Jupyter + Gravwell

Sep 27, 2022 3:15:00 AM / By John Floren

Gravwell has a pretty decent selection of modules and renderers for working with data and visualizing results, but what if you want to go further? For example, Gravwell can calculate standard deviations, but at the present time it can't display error bars in a chart. This blog post will show how you can use some extremely simple code (provided by us, just scroll down!) to pull Gravwell query results into a Jupyter notebook and unleash the full power of Python on your data.

The Query Function: One Token, Over the Line

We've written about Gravwell access tokens and the direct search API before (see this post). Basically, the direct search API can run a full Gravwell query and give you back results all in one HTTP request; you use an access token to authenticate with Gravwell for the request.

The coolest thing about the direct search API is that it's super easy to wire up in any modern programming language: you're just doing an HTTP request with some headers set. Here's a simple little function in Python which hits the direct search API and then parses the results as a Pandas DataFrame:

GravwellToken = "wF5_dv4AzQNc2N5W8GAhzKEfMajrZAk1rWLR2jE-ifyoAf5jljLfPdfQil21"
GravwellServer = ""

from io import StringIO
import pandas as pd
import requests
import urllib

def query(query, duration='-1h', start='', end=''):
    headers = {
        "Gravwell-Token": GravwellToken,
        "query": query,
        "duration": duration,
        "start": start,
        "end": end,
        "format": "csv"
    if start != '' and end != '':
       headers["duration"] = ''
    r =, '/api/search/direct'), headers=headers)
    df = pd.DataFrame()
    if len(r.text) > 0:
        df = pd.read_csv(StringIO(r.text), parse_dates=[0], infer_datetime_format=True)
    return df

Once I set the GravwellToken and GravwellServer variables, I can just drop that code directly into a Python REPL and run a query:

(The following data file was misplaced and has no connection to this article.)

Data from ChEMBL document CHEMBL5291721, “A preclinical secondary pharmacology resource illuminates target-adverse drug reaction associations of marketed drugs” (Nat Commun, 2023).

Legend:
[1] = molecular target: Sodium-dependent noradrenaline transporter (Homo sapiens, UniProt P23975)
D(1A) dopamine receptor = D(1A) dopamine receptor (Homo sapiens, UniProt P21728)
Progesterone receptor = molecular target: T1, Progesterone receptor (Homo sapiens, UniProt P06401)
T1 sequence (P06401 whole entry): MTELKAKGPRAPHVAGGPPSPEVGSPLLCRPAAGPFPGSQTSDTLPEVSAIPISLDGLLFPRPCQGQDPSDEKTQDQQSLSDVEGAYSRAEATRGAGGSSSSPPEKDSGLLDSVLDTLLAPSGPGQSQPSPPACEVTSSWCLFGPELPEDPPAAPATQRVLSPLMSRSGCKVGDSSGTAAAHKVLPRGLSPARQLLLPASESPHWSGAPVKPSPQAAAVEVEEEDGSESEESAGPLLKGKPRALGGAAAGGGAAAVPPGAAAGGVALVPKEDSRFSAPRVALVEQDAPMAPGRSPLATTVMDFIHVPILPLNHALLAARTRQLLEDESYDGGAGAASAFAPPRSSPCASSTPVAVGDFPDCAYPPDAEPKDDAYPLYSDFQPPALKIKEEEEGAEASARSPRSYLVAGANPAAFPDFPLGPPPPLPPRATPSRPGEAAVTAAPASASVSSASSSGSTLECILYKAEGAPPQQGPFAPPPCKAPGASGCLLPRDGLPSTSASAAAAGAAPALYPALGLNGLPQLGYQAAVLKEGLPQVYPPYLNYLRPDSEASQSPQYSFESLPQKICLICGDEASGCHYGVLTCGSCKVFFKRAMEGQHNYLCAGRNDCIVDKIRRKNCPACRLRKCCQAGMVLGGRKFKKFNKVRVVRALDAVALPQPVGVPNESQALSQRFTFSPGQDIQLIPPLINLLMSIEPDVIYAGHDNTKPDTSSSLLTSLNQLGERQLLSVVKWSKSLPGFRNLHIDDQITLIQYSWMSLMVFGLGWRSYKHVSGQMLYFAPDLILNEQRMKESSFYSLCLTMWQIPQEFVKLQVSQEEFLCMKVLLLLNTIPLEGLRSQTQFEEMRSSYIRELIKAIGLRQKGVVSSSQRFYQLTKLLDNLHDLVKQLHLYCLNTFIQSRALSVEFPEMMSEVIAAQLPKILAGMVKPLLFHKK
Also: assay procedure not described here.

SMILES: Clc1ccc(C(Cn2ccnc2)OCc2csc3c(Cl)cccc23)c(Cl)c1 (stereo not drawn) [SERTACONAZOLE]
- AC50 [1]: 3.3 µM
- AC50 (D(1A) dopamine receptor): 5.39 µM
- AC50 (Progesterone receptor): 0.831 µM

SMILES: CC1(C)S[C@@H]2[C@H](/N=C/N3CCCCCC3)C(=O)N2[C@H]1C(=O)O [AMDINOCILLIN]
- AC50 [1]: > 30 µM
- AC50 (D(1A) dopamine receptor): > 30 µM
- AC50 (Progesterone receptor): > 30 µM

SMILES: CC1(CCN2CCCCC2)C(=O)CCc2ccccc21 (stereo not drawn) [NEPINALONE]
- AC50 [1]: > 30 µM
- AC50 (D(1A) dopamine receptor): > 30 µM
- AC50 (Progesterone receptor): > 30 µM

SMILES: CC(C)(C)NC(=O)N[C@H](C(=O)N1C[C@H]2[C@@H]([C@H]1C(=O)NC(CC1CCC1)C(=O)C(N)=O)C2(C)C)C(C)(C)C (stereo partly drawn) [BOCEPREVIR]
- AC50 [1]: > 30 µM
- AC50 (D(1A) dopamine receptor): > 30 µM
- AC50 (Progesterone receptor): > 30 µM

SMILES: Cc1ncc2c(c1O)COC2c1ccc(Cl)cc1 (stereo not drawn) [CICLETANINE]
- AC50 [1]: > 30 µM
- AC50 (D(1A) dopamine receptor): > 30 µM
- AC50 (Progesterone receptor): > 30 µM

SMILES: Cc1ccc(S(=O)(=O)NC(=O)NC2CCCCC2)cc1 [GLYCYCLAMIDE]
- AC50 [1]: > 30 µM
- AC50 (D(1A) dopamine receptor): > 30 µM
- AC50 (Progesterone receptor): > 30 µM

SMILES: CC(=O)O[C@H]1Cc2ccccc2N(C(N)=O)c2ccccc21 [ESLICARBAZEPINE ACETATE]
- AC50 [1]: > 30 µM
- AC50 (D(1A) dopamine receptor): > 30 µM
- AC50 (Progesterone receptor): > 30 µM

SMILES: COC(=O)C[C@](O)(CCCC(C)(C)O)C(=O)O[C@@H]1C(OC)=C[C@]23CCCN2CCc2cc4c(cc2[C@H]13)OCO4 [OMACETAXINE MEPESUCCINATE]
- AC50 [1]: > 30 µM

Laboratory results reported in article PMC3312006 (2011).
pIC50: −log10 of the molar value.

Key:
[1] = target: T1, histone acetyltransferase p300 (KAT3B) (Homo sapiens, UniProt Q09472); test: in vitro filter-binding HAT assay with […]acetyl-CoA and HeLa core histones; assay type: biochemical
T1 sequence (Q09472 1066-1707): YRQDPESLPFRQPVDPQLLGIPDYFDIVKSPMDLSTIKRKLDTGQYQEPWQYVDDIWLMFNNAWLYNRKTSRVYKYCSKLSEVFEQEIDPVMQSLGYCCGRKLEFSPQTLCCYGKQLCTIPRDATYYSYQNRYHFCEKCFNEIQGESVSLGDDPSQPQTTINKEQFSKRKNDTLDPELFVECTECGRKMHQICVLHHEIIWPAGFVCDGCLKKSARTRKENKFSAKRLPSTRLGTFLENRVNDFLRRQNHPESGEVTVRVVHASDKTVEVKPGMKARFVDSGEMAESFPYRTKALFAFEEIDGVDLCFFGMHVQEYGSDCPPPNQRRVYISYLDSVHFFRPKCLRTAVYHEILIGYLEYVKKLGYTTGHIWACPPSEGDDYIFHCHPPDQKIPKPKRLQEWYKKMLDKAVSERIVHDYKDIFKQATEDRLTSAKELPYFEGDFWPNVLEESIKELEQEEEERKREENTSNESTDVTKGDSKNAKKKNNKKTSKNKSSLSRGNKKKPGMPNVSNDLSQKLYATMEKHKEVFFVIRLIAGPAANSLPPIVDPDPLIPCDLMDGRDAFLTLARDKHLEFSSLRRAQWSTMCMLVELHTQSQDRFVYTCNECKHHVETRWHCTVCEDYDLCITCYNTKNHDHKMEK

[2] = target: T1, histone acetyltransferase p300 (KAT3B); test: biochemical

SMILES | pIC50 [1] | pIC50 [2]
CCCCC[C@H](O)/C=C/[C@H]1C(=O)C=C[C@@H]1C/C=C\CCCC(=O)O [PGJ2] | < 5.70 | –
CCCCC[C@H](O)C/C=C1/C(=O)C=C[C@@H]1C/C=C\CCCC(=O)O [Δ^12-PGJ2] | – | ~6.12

Bringing in Jupyter

This is where it starts to get fun: because our `query` function is just Python, we can drop it into a Jupyter notebook and do the same thing:


Since the output object (table) is just a Pandas DataFrame, we can call all the usual functions. For instance, we can make a bar chart of the results:


Now, if we prefer, we can import the matplotlib library and use that to generate plots with all sorts of options. Here's a little snippet of code which runs a chart query, then plots the results:


I teased error bars at the start of the post, so here they are too:


The Big Demo

The essential thing to remember about Gravwell and Jupyter is that the results are just data, so go wild--you can jam together all sorts of libraries and get awesome results. In the GIF below, I've used the ipyleaflet library to build an interactive map using Zeek connection log data. When you hover over a country, the inset chart changes to show the number of connections to that country over the month of August.


Try it Yourself

We have a repository up at containing Jupyter code for interacting with Gravwell. You can load the query function (implemented in gravwell-lib.ipynb) into any notebook by just including the following cell:

    %run gravwell-lib.ipynb

Take a look at example.ipynb for some cool demos, including the map demo shown above! If you don't have Jupyter installed, you can also try the notebook live by visiting

We hope this inspires you to try interesting and weird new things with Gravwell and Jupyter; if you come up with something you're especially proud of, send us an email and we'll put it on the blog!

John Floren
Written by John Floren
John's been writing Go since before it was cool and developing distributed systems for almost as long.